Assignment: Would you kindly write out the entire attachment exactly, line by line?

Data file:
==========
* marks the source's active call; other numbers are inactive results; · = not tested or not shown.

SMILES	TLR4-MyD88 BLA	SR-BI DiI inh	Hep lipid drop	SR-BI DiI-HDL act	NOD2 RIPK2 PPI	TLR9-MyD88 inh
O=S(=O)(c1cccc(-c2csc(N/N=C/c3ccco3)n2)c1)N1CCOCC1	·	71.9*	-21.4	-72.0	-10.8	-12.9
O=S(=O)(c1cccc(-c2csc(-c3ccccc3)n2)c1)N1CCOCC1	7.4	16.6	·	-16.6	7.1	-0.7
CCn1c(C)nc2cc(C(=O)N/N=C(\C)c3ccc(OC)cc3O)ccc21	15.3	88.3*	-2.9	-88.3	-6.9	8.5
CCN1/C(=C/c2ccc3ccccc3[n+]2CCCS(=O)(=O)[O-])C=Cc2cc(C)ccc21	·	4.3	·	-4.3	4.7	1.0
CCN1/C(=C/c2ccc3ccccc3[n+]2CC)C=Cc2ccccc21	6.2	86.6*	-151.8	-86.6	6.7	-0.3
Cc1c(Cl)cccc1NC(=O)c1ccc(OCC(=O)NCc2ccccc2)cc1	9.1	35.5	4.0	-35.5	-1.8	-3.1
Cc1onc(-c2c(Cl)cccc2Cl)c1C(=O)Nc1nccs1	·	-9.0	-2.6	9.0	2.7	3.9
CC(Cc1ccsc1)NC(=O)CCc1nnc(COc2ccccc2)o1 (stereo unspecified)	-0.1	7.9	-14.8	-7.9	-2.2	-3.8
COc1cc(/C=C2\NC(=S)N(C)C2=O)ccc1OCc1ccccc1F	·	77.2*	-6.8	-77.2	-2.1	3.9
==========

* marks the source's active call; other numbers are inactive results; · = not tested or not shown.

SMILES	TLR4-MyD88 BLA	SR-BI DiI inh	Hep lipid drop	SR-BI DiI-HDL act	NOD2 RIPK2 PPI	TLR9-MyD88 inh
O=S(=O)(c1cccc(-c2csc(N/N=C/c3ccco3)n2)c1)N1CCOCC1	·	71.9*	-21.4	-72.0	-10.8	-12.9
O=S(=O)(c1cccc(-c2csc(-c3ccccc3)n2)c1)N1CCOCC1	7.4	16.6	·	-16.6	7.1	-0.7
CCn1c(C)nc2cc(C(=O)N/N=C(\C)c3ccc(OC)cc3O)ccc21	15.3	88.3*	-2.9	-88.3	-6.9	8.5
CCN1/C(=C/c2ccc3ccccc3[n+]2CCCS(=O)(=O)[O-])C=Cc2cc(C)ccc21	·	4.3	·	-4.3	4.7	1.0
CCN1/C(=C/c2ccc3ccccc3[n+]2CC)C=Cc2ccccc21	6.2	86.6*	-151.8	-86.6	6.7	-0.3
Cc1c(Cl)cccc1NC(=O)c1ccc(OCC(=O)NCc2ccccc2)cc1	9.1	35.5	4.0	-35.5	-1.8	-3.1
Cc1onc(-c2c(Cl)cccc2Cl)c1C(=O)Nc1nccs1	·	-9.0	-2.6	9.0	2.7	3.9
CC(Cc1ccsc1)NC(=O)CCc1nnc(COc2ccccc2)o1 (stereo unspecified)	-0.1	7.9	-14.8	-7.9	-2.2	-3.8
COc1cc(/C=C2\NC(=S)N(C)C2=O)ccc1OCc1ccccc1F	·	77.2*	-6.8	-77.2	-2.1	3.9